In 1976, Venerable Karuna Dharma was the first woman to become a fully ordained member of the Buddhist monastic community in the U.S. She has continued to break new Buddhist ground by orchestrating three Grand Ordination ceremonies since 1994 for women of all Buddhist traditions. Close to fifty women have become fully ordained nuns, or bhikkhunis, in these ceremonies.
Ven. Karuna was born Joyce Adele Pettingill in 1940 to active Baptist parents in Beloit, Wisconsin. In 1969 she signed up for a class in Buddhism, where she met her Vietnamese Zen master, Venerable Dr. Thich Thien-An. She helped him found the International Buddhist Meditation Center (IBMC) in Los Angeles in 1970 and became the abbess there after his death in 1980. A recognized Buddhist scholar, Ven. Karuna is a past president of the American Buddhist Congress and current vice president of the Buddhist Sangha Council of Southern California and the College of Buddhist Studies.
In 1994 she suffered a serious stroke, but she regained speech and mobility that same year and managed to organize the first of three Grand Ordinations that included three major Buddhist schools: Theravada, Mahayana, and Vajrayana. For each ordination she reached out to sramanerikas (novice nuns) who wanted to become bhikkhunis. Women came from all over the world to be ordained by her. This was a giant step on behalf of women in Buddhism, especially considering that in some Theravada countries, like Thailand, a nun can be arrested for wearing the robes of a bhikkhuni.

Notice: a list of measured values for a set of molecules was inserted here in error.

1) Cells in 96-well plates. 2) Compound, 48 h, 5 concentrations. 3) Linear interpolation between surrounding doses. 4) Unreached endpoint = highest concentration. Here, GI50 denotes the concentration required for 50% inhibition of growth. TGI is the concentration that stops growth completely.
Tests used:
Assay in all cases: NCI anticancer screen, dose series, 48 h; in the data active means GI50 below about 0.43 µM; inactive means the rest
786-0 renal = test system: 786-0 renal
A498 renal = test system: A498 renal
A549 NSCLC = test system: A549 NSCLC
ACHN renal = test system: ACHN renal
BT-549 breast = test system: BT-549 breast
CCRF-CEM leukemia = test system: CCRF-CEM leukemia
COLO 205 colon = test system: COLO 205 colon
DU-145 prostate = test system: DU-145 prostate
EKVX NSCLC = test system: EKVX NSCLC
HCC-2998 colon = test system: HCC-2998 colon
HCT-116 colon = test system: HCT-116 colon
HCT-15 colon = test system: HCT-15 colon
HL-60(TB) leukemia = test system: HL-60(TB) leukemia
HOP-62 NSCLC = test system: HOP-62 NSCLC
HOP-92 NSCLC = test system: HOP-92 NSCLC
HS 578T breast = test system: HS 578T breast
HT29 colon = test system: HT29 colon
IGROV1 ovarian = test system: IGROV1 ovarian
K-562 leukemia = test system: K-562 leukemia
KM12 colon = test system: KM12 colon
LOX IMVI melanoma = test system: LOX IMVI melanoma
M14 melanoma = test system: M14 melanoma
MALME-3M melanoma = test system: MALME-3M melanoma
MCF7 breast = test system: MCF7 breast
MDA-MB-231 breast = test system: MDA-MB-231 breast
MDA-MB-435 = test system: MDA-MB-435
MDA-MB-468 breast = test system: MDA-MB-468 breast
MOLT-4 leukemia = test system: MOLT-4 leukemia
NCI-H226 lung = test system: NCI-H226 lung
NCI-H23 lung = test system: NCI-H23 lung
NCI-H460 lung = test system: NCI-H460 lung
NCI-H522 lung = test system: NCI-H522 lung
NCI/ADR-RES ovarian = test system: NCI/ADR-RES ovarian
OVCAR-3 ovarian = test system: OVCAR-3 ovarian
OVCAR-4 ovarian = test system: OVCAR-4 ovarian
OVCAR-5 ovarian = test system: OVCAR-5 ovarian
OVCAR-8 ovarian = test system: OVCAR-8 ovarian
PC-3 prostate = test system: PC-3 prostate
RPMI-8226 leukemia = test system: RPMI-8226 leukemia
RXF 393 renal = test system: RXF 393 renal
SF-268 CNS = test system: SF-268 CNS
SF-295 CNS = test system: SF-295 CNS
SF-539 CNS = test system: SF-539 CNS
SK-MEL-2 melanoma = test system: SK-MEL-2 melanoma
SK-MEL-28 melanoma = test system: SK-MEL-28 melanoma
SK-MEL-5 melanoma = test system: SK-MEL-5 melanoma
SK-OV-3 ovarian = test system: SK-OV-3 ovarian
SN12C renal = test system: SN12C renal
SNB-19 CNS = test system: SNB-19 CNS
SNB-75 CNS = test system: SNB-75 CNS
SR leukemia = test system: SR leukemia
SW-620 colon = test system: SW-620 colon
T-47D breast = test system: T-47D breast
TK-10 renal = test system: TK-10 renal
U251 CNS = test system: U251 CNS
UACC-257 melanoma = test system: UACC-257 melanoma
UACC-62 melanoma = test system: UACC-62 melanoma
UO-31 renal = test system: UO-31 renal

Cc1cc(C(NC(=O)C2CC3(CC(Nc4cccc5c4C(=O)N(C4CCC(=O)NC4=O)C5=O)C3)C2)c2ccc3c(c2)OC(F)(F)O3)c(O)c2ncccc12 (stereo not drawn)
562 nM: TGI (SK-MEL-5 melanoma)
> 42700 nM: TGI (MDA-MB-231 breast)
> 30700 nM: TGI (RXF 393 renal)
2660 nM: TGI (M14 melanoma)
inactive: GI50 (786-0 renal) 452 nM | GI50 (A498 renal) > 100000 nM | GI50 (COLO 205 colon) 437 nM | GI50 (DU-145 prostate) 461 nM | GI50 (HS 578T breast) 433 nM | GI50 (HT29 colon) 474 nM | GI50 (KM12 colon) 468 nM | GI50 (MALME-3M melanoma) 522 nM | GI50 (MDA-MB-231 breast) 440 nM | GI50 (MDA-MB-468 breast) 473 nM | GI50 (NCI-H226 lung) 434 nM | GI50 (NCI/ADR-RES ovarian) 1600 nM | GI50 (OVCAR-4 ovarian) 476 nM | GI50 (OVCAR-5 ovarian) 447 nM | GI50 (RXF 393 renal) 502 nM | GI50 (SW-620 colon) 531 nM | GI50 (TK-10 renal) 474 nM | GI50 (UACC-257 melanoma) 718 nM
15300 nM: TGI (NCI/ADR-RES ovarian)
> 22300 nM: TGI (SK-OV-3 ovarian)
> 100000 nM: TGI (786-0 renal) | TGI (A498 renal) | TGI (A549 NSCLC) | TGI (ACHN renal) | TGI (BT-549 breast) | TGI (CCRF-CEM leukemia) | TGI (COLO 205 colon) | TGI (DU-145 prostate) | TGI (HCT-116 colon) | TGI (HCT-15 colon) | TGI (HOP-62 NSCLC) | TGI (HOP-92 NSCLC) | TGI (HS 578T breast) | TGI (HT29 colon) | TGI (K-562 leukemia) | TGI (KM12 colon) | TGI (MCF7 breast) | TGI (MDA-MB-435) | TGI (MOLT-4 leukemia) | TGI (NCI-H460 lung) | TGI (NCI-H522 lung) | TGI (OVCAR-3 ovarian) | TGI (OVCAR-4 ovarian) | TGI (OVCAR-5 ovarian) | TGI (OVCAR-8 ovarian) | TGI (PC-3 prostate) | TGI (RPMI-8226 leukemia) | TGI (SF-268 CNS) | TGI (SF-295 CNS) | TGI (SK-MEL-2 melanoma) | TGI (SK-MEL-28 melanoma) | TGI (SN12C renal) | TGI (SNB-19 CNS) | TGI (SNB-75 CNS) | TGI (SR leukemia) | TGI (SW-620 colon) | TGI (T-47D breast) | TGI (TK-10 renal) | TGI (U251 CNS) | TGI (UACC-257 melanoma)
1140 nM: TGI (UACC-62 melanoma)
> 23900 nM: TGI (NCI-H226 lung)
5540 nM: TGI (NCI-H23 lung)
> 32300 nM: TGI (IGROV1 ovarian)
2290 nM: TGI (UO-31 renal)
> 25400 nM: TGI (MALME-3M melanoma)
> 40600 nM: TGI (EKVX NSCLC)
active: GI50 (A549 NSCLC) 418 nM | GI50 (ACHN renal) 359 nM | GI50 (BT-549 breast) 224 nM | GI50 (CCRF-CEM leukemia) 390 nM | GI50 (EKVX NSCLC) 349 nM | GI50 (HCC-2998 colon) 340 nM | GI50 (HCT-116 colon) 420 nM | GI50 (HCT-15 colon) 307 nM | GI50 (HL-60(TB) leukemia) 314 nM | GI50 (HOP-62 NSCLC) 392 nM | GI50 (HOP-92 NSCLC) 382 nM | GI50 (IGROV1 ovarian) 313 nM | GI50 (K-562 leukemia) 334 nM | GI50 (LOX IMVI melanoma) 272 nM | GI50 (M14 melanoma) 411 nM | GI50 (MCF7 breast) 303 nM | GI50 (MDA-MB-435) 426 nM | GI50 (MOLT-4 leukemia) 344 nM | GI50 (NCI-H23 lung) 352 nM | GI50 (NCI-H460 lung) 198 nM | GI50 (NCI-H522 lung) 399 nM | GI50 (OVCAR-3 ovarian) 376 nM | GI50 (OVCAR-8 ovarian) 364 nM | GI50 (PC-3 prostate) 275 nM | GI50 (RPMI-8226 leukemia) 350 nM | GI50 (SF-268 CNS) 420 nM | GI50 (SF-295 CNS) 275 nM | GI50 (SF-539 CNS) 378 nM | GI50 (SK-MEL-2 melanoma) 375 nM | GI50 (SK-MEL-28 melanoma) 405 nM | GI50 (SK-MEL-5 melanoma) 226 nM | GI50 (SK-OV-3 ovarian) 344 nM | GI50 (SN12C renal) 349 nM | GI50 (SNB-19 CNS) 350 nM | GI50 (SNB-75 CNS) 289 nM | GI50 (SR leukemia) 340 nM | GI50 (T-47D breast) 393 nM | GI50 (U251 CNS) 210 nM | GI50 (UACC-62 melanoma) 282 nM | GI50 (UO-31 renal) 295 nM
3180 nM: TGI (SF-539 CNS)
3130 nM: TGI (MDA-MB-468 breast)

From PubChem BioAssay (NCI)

Ven. Karuna’s ordination work has been most significant for women in the Tibetan tradition who are denied full ordination in their own temples. While the Buddha ordained both men and women and the bhikkhuni lineage continued after him in Mahayana countries like Vietnam, China, and Korea, it died out in Theravada countries like Thailand and Sri Lanka, and never entered Tibet. Traditionally, ten bhikkhunis are required to ordain novice nuns. As of now—without ten bhikkhunis in any Tibetan temple—their teachers can bestow only the purple robes of a novice nun, and the students remain novices for the rest of their lives.